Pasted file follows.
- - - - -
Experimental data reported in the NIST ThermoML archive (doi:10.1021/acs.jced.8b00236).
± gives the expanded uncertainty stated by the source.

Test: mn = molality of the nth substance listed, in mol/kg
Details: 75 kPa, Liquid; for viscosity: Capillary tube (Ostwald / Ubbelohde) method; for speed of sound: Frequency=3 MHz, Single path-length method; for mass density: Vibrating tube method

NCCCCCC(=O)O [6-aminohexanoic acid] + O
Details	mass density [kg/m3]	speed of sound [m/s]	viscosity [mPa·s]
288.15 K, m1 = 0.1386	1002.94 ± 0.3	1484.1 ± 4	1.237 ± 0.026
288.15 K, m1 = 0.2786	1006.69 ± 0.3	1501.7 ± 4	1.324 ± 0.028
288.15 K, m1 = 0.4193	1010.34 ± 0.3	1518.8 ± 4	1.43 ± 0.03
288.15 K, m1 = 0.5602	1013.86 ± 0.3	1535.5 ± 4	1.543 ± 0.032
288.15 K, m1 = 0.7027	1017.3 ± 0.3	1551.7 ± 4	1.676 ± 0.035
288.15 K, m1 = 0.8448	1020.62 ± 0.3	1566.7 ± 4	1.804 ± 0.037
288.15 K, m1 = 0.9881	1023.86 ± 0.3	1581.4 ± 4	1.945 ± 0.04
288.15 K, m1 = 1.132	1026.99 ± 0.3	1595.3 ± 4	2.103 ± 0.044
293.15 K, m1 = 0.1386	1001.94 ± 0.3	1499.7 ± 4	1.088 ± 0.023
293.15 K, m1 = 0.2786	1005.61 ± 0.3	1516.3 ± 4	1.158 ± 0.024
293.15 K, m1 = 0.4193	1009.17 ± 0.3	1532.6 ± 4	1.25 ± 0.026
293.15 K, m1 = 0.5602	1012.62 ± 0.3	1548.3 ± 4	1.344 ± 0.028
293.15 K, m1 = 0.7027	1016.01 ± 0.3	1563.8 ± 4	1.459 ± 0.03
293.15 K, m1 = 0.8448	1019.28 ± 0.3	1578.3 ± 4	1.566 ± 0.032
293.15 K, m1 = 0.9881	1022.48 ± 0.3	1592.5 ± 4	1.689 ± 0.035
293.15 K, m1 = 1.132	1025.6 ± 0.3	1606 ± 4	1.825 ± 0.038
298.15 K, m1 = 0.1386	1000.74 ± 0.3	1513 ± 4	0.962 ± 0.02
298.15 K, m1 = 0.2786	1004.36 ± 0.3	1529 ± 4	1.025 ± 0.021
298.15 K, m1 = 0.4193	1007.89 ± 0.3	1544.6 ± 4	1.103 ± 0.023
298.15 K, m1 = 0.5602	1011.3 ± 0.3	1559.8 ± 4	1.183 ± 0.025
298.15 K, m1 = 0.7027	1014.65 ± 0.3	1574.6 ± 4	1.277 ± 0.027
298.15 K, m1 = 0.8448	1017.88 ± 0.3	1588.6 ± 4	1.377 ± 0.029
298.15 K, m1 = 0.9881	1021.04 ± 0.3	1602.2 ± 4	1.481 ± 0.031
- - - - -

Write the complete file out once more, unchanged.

Experimental data reported in the NIST ThermoML archive (doi:10.1021/acs.jced.8b00236).
± gives the expanded uncertainty stated by the source.

Test: mn = molality of the nth substance listed, in mol/kg
Details: 75 kPa, Liquid; for viscosity: Capillary tube (Ostwald / Ubbelohde) method; for speed of sound: Frequency=3 MHz, Single path-length method; for mass density: Vibrating tube method

NCCCCCC(=O)O [6-aminohexanoic acid] + O
Details	mass density [kg/m3]	speed of sound [m/s]	viscosity [mPa·s]
288.15 K, m1 = 0.1386	1002.94 ± 0.3	1484.1 ± 4	1.237 ± 0.026
288.15 K, m1 = 0.2786	1006.69 ± 0.3	1501.7 ± 4	1.324 ± 0.028
288.15 K, m1 = 0.4193	1010.34 ± 0.3	1518.8 ± 4	1.43 ± 0.03
288.15 K, m1 = 0.5602	1013.86 ± 0.3	1535.5 ± 4	1.543 ± 0.032
288.15 K, m1 = 0.7027	1017.3 ± 0.3	1551.7 ± 4	1.676 ± 0.035
288.15 K, m1 = 0.8448	1020.62 ± 0.3	1566.7 ± 4	1.804 ± 0.037
288.15 K, m1 = 0.9881	1023.86 ± 0.3	1581.4 ± 4	1.945 ± 0.04
288.15 K, m1 = 1.132	1026.99 ± 0.3	1595.3 ± 4	2.103 ± 0.044
293.15 K, m1 = 0.1386	1001.94 ± 0.3	1499.7 ± 4	1.088 ± 0.023
293.15 K, m1 = 0.2786	1005.61 ± 0.3	1516.3 ± 4	1.158 ± 0.024
293.15 K, m1 = 0.4193	1009.17 ± 0.3	1532.6 ± 4	1.25 ± 0.026
293.15 K, m1 = 0.5602	1012.62 ± 0.3	1548.3 ± 4	1.344 ± 0.028
293.15 K, m1 = 0.7027	1016.01 ± 0.3	1563.8 ± 4	1.459 ± 0.03
293.15 K, m1 = 0.8448	1019.28 ± 0.3	1578.3 ± 4	1.566 ± 0.032
293.15 K, m1 = 0.9881	1022.48 ± 0.3	1592.5 ± 4	1.689 ± 0.035
293.15 K, m1 = 1.132	1025.6 ± 0.3	1606 ± 4	1.825 ± 0.038
298.15 K, m1 = 0.1386	1000.74 ± 0.3	1513 ± 4	0.962 ± 0.02
298.15 K, m1 = 0.2786	1004.36 ± 0.3	1529 ± 4	1.025 ± 0.021
298.15 K, m1 = 0.4193	1007.89 ± 0.3	1544.6 ± 4	1.103 ± 0.023
298.15 K, m1 = 0.5602	1011.3 ± 0.3	1559.8 ± 4	1.183 ± 0.025
298.15 K, m1 = 0.7027	1014.65 ± 0.3	1574.6 ± 4	1.277 ± 0.027
298.15 K, m1 = 0.8448	1017.88 ± 0.3	1588.6 ± 4	1.377 ± 0.029
298.15 K, m1 = 0.9881	1021.04 ± 0.3	1602.2 ± 4	1.481 ± 0.031